I used to search for, and try anything and everything, that promised anxiety relief, ESPECIALLY if it promised quick relief or quick results! And although there are many amazing tools that will provide you with relief, the anxiety recovery journey is a journey. A journey that often doesn’t lead to quick relief or results.
Trust me, I know how frustrating this is to hear. Because you’re willing to work your butt off, and you’re willing to do whatever it takes to live a life that consists of more peace and joy, but part of doing whatever it takes involves accepting some things that aren’t so easy to accept. Let’s dive into the things that helped me most throughout my anxiety recovery journey so that I can further explain!
Accepting that I was on a journey. This means accepting that it’s going to take a little time and hard work to push past the things you’re currently struggling with. You’ve likely been reinforcing certain ideas, thoughts, and fears for months or even years, and it’s going to take a little time and practice to undo these unhealthy pathways and create new ones. Accepting that you’re on a journey will help you to focus more on the things that will actually help you to overcome, and less time spent focusing on how long it’s going to take to recover, or when exactly it’ll happen. The small steps are truly what leads to healing, peace, and joy.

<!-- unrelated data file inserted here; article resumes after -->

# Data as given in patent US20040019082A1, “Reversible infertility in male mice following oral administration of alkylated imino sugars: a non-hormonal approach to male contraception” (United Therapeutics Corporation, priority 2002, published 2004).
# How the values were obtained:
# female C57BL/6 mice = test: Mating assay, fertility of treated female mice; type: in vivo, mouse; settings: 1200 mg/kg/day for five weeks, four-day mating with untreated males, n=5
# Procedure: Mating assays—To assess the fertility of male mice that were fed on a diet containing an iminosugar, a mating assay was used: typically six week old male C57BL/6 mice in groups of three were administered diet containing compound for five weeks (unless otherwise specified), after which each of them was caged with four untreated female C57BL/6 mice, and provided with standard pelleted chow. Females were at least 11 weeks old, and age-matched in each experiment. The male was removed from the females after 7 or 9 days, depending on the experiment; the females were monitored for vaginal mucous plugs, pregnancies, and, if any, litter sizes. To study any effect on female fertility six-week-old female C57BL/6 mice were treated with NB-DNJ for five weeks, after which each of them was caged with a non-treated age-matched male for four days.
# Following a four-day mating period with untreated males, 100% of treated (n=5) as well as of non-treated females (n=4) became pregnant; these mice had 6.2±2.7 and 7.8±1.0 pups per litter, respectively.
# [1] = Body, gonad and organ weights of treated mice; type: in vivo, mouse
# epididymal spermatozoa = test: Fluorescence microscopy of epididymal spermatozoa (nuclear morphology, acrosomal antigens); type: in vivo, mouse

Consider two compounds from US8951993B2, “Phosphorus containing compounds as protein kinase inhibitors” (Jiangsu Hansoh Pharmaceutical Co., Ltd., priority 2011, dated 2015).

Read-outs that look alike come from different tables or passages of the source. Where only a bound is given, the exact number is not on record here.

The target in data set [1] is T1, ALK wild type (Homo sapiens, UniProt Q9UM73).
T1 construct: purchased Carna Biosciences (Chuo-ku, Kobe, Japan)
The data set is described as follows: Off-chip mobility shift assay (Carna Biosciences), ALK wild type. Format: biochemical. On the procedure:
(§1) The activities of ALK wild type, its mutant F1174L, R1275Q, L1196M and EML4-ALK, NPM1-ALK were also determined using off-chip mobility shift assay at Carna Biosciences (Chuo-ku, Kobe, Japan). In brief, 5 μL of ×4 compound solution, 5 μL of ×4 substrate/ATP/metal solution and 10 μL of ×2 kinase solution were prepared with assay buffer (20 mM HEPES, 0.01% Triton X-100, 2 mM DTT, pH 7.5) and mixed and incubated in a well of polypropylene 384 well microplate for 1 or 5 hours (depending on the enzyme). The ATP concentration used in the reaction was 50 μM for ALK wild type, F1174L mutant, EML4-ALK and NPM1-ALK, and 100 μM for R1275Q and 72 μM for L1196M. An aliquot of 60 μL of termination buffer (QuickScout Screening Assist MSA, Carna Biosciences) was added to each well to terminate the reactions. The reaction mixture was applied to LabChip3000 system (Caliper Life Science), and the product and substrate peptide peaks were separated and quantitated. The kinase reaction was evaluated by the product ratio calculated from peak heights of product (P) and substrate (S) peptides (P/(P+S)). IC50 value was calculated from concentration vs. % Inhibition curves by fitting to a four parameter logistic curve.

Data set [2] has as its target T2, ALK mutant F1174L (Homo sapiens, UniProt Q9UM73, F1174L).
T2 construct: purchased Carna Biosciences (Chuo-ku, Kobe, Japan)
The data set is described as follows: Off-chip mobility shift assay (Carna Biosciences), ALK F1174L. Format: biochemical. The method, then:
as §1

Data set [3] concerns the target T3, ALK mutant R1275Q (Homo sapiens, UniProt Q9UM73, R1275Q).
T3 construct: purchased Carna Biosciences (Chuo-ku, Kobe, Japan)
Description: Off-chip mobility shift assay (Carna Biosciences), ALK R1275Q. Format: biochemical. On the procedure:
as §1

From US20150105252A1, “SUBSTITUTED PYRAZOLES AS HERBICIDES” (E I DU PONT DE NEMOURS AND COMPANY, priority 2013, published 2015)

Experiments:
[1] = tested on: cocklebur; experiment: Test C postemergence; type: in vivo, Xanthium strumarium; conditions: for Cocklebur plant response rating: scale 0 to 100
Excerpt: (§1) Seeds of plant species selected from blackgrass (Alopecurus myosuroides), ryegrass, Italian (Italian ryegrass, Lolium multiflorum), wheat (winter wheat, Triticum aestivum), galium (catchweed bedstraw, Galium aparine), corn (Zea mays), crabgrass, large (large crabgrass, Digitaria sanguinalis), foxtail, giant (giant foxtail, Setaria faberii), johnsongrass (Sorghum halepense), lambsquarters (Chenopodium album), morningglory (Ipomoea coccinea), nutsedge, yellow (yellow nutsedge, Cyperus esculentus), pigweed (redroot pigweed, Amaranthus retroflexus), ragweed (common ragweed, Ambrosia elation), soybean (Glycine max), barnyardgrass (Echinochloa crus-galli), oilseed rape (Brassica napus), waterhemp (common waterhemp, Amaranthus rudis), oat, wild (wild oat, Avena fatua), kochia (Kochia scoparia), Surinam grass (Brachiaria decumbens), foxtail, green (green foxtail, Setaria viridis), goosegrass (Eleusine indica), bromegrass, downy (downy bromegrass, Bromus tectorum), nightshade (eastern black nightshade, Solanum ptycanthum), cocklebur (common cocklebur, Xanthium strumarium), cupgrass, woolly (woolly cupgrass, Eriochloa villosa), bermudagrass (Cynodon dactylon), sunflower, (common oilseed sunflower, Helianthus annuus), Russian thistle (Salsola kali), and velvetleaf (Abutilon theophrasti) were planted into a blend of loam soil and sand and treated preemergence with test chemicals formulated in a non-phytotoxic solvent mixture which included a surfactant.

Accepting me, anxiety and all. This is so important. You are not defined by your struggle with anxiety, panic disorder, or agoraphobia. Sure, you might be struggling with anxiety right now, and it likely feels like it consumes every part of you, but your struggle hasn’t and can’t take away all of the amazing parts of you. All of the stuff you used to be able to do, the stuff that you want to do, you are capable of it all, you’ve just gotta work on proving it to your brain!